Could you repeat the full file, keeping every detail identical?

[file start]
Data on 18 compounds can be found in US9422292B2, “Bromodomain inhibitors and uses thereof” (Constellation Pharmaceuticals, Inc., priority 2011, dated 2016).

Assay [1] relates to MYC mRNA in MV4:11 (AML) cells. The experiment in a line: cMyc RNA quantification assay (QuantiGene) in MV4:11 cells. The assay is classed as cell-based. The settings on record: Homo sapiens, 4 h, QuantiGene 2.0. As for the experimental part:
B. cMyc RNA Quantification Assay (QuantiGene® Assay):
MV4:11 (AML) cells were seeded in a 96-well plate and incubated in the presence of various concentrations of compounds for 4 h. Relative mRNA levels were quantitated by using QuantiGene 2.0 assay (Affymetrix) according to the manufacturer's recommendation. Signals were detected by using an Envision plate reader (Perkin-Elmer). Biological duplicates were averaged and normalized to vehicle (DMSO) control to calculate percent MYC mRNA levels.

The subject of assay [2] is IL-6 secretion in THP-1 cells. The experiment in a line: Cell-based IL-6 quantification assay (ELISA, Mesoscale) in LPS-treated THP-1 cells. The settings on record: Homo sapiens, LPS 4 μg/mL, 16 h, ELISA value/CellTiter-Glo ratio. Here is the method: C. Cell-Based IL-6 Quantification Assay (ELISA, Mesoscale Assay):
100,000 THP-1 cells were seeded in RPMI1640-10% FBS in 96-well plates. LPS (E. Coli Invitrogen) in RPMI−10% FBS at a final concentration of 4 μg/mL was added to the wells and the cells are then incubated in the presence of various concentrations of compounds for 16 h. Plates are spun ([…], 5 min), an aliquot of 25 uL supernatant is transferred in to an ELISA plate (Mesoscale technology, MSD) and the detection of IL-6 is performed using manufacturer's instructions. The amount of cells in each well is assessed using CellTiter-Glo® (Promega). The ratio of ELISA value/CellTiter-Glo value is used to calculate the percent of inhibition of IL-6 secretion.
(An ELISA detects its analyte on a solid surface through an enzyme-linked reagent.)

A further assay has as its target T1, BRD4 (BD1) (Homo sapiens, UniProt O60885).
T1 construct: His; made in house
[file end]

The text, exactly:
Data on 18 compounds can be found in US9422292B2, “Bromodomain inhibitors and uses thereof” (Constellation Pharmaceuticals, Inc., priority 2011, dated 2016).

Assay [1] relates to MYC mRNA in MV4:11 (AML) cells. The experiment in a line: cMyc RNA quantification assay (QuantiGene) in MV4:11 cells. The assay is classed as cell-based. The settings on record: Homo sapiens, 4 h, QuantiGene 2.0. As for the experimental part:
B. cMyc RNA Quantification Assay (QuantiGene® Assay):
MV4:11 (AML) cells were seeded in a 96-well plate and incubated in the presence of various concentrations of compounds for 4 h. Relative mRNA levels were quantitated by using QuantiGene 2.0 assay (Affymetrix) according to the manufacturer's recommendation. Signals were detected by using an Envision plate reader (Perkin-Elmer). Biological duplicates were averaged and normalized to vehicle (DMSO) control to calculate percent MYC mRNA levels.

The subject of assay [2] is IL-6 secretion in THP-1 cells. The experiment in a line: Cell-based IL-6 quantification assay (ELISA, Mesoscale) in LPS-treated THP-1 cells. The settings on record: Homo sapiens, LPS 4 μg/mL, 16 h, ELISA value/CellTiter-Glo ratio. Here is the method: C. Cell-Based IL-6 Quantification Assay (ELISA, Mesoscale Assay):
100,000 THP-1 cells were seeded in RPMI1640-10% FBS in 96-well plates. LPS (E. Coli Invitrogen) in RPMI−10% FBS at a final concentration of 4 μg/mL was added to the wells and the cells are then incubated in the presence of various concentrations of compounds for 16 h. Plates are spun ([…], 5 min), an aliquot of 25 uL supernatant is transferred in to an ELISA plate (Mesoscale technology, MSD) and the detection of IL-6 is performed using manufacturer's instructions. The amount of cells in each well is assessed using CellTiter-Glo® (Promega). The ratio of ELISA value/CellTiter-Glo value is used to calculate the percent of inhibition of IL-6 secretion.
(An ELISA detects its analyte on a solid surface through an enzyme-linked reagent.)

A further assay has as its target T1, BRD4 (BD1) (Homo sapiens, UniProt O60885).
T1 construct: His; made in house